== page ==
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It Is OK to Fail

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Our family was on vacation in Florida when we decided to give karaoke a try at a local restaurant. We had seen the sign numerous times and expected to see a single senior citizen running a small karaoke machine with a handful of people singing the "oldies." In reality, we found a packed house and a professional DJ facilitating a night of entertainment that was well above our expectations.

My family, Cole (8 years old), Tess (6 years old), Ami (my wife and I won't disclose her age) and I could not even find a place to sit down because of the crowd. When finally seated, we started to fill out the forms to designate the songs we were going to sing. As I continued to observe the proceedings, I noticed that none of the other participants were using the forms but bringing up their own music? Not only that, they weren't just good but excellent performers. We quickly realized that this karaoke night was for retired entertainers and the other participants exceeded our expectations and abilities!

I nonchalantly slipped my form with the song I was going to sing into my pocket. Tess already determined that she had no inkling to get in front of the audience and sing but quickly noticed that I was chickening out. For the record, I was going to sing the old Tammy Wynette hit, "Sometimes it's Hard to be a Woman" and I am sure I would have been great.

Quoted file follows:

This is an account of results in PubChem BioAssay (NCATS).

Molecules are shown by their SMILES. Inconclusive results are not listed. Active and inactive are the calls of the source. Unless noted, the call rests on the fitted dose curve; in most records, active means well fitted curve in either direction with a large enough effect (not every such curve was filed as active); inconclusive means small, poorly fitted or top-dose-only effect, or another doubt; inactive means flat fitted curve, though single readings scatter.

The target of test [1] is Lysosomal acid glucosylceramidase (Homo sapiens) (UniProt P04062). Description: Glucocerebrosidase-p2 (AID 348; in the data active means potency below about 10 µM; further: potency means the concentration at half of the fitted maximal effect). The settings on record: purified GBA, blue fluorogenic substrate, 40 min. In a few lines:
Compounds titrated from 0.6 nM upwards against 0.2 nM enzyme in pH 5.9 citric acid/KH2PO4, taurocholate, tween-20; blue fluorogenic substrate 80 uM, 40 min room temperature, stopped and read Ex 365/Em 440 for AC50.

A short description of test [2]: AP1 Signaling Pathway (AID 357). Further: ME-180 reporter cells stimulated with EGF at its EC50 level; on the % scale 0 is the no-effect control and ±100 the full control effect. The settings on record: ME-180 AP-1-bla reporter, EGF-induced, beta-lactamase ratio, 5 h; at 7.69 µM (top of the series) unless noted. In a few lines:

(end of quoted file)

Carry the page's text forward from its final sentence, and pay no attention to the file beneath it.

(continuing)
Here is the point: I didn't want to embarrass myself. However, when I saw that both Cole and Ami were going to continue on the journey to stand in front of the audience of the "professional" senior citizen singers, I quickly tried to discourage them. For my wife Ami, it was more about my embarrassment by association. For Cole, it was the fear he was going to fail in front of this audience and I wanted to protect him.

From past experience I already knew that Ami wouldn't listen to me and I quickly turned my energy towards Cole. "Cole are you really sure you want to get up there, these people are really good" was how my initial discouragement to Cole went. "Yea Dad, I am pretty sure I want to get up there", was his quick response. I continued to escalate my discouragement strategy and finally said, "Cole, I am not getting up there with you, you are on your own, pal!" Incredulously, he looked at me as if I were nuts; "I never asked you to" was the response from my eight-year-old son.

How similar is this to managers that do not want to see their people fail? Many times they take over the sales calls or meetings because they can do it better rather than see their direct report struggle or chance failure. The main point is top performers fail a lot! They have to have the courage to fail because nobody is guaranteed success. You have to risk failure to succeed -- otherwise everything would be a slam dunk and winning wouldn't be as fun. We can't protect our people; we need to encourage them to take risks!

Ami sang her song and did great (but she wasn't the one I was worried about). Cole slowly walked up to the stage when his name was called. He very deliberately grabbed the microphone and belted out his song with confidence. Sweating profusely, I watched Cole knock out a wonderful version of the song he chose and enjoyed the loud applause from the audience. They loved his performance and the courage he showed. When he was finished, he knew he had done a great job and his body language reflected his confidence. He energized our family that night. More importantly, regardless of the possibility of failure, he took a risk that helped bolster his confidence for the future.

What action would you like to take but have a lingering fear of failure?

How can we encourage the people who work for us to take risks?